Energy and natural resources services

Appalachian Shale

If you are fortunate enough to own significant acreage in a rural or semi-rural location in the eastern portion of Ohio, someone may have already contacted you about leasing your land for oil and gas production; and if not, there is a good chance someone will contact you soon. In fact, even owners of just a few acres are receiving attention in those portions of the state where test wells have produced good results.

What has excited drillers is the apparent abundance of oil and “wet gas” in Ohio’s Utica shale formation. With the price of dry gas reaching new lows, companies are moving their rigs from the dry gas Marcellus formation in Pennsylvania to the liquid rich Utica formation in Ohio. Oil and wet gas (butane, propane, ethane, and other similar hydrocarbons) found in the Utica remain in strong demand on the world market.

  • The controversy – The new technology developed to release the gas and oil from shale formations is not without controversy. The fear is that the process will affect aquifers that are several thousands of feet shallower than where the fracking occurs. If the well is not adequately cased as it goes through the aquifers, significant damage can be done to the aquifers and drinking wells can be contaminated.
  • The economics – With oil and gas companies offering bonus payments in some counties in excess of $5,000 per acre and landowner royalties of 20 percent or more, you may be sitting on top of what a major financial asset. It is important, therefore, to understand the options, and negotiate a lease that meets your particular needs. For the area as a whole, the prospect of substantial oil and gas reserves promises a tremendous boost to the economy – not only in the way of new jobs in the industry itself, but as a huge shot in the arm to local steel, chemical, manufacturing, and construction companies.

Lease issues to consider include:
  • Bonus payments: How much and when?
  • Royalty payments: Net of postproduction expenses?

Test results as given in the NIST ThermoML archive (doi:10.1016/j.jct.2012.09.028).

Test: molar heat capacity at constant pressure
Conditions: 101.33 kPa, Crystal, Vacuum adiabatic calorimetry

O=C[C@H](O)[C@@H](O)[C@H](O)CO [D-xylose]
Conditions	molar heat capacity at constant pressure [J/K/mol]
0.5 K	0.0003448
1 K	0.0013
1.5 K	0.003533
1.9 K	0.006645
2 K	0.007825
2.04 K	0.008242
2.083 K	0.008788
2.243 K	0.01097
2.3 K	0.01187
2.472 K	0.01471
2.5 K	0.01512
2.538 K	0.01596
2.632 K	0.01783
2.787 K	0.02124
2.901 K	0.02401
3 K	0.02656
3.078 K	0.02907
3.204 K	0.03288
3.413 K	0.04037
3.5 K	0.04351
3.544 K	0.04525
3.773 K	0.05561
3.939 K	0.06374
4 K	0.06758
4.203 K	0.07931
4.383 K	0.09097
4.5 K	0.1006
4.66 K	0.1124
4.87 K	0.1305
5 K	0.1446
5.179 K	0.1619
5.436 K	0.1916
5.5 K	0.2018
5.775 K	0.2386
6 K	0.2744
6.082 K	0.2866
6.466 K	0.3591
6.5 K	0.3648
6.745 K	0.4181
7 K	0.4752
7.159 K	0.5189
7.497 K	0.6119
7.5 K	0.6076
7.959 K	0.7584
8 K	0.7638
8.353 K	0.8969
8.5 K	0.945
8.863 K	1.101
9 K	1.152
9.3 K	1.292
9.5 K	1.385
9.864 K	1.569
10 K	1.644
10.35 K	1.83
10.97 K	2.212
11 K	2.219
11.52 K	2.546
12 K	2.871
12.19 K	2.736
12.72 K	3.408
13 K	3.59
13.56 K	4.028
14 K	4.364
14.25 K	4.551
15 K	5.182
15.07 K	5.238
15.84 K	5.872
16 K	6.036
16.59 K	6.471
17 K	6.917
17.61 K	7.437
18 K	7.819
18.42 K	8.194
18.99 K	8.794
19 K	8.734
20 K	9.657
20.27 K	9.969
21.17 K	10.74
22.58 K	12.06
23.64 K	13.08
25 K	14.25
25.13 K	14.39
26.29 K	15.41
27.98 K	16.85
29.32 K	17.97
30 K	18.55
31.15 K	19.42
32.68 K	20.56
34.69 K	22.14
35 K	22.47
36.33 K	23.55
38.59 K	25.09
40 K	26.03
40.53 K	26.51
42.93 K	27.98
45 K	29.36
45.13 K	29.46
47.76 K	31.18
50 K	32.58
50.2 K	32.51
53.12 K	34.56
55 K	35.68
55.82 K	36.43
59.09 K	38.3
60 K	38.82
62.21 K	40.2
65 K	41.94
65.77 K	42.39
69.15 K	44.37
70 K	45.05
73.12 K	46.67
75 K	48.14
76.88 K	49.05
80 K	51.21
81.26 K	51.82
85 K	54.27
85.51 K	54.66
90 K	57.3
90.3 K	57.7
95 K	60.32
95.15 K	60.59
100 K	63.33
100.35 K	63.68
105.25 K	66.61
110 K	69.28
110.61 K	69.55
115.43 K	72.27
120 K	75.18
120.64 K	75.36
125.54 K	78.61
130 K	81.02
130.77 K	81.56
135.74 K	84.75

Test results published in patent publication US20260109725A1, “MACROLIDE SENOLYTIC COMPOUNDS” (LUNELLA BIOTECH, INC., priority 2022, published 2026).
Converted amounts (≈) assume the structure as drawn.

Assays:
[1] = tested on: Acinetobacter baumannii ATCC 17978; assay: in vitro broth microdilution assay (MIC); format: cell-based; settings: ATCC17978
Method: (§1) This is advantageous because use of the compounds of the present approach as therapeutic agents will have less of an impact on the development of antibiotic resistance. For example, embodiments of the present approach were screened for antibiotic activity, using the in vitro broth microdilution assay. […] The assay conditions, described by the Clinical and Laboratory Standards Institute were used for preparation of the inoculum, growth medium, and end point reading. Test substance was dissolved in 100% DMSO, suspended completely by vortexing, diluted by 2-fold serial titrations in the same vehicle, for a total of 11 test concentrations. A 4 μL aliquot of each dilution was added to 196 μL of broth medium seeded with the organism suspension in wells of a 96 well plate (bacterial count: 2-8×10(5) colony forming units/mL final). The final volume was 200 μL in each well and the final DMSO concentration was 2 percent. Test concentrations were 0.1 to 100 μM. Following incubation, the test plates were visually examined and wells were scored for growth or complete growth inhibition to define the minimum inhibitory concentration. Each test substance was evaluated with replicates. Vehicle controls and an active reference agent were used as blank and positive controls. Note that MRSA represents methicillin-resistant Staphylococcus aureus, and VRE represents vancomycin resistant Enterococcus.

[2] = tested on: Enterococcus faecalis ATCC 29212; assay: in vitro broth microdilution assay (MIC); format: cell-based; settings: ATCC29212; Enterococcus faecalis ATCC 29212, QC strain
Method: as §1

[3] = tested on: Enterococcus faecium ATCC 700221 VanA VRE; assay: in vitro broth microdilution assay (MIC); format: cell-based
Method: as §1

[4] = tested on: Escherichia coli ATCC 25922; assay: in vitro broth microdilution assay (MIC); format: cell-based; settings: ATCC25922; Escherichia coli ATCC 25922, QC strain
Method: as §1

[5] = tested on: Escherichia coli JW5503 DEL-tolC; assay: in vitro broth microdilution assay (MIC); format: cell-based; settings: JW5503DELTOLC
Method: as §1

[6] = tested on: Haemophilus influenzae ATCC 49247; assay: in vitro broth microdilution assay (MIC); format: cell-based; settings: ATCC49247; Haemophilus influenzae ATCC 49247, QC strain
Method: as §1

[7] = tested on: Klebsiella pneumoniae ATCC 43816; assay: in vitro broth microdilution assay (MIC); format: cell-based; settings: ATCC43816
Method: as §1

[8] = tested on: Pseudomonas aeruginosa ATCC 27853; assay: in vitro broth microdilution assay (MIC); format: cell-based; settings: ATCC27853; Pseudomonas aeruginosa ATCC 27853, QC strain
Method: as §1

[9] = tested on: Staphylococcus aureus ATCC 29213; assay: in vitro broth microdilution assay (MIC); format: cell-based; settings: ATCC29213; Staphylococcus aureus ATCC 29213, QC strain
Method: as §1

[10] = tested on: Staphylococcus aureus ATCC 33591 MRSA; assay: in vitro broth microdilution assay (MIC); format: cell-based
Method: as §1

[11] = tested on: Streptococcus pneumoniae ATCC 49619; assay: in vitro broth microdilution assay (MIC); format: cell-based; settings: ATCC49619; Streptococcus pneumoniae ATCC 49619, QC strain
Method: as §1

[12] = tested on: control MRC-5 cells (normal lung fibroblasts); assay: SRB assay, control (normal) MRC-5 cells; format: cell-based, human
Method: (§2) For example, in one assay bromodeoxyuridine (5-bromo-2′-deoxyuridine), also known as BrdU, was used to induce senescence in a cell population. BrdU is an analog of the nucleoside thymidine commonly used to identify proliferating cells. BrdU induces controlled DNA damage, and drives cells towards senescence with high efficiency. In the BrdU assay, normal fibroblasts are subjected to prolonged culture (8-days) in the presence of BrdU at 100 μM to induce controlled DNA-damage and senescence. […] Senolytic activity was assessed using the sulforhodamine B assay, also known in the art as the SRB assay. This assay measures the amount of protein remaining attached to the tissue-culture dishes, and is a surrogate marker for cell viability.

• The lease term: Five years with a five-year right to renew is typical.
  • Storage and disposal: Prohibit in the lease.
  • Unitization clause: Standard in a lease, this permits the oil and gas company to combine your acreage with that of your neighbors. Include a PUGH clause in the lease to free up any of your acreage that is not included in a unit.
  • Surface rights: Minimize impact to the surface. Require large setbacks from homes, barns, streams, and other sensitive areas. Negotiate a non-drilling lease if possible.
  • Prior lease: If your land is subject to a prior oil and gas lease, you need to determine whether the lease is still valid. Consider contacting the holder of a prior lease and negotiating a settlement.
  • Compliance with state laws: Add a provision to the lease that requires the company to comply with all local, state and federal laws, rules and regulations.
  • Water testing: Have your water tested before and after drilling.
  • Indemnification: Require the company to indemnify you for any losses incurred because of its failure to follow the law or comply with the lease.
  • Water usage: Restrict the company’s ability to use water located on or under your property.



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Anthony D. Konkoly

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William Beckley

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Adam C. Smith

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Dan L. Makee

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Michael W. Wise

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Drew Romig

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Jeffrey R. Huntsberger

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R. Jeffrey Pollock

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Beth I. Gillin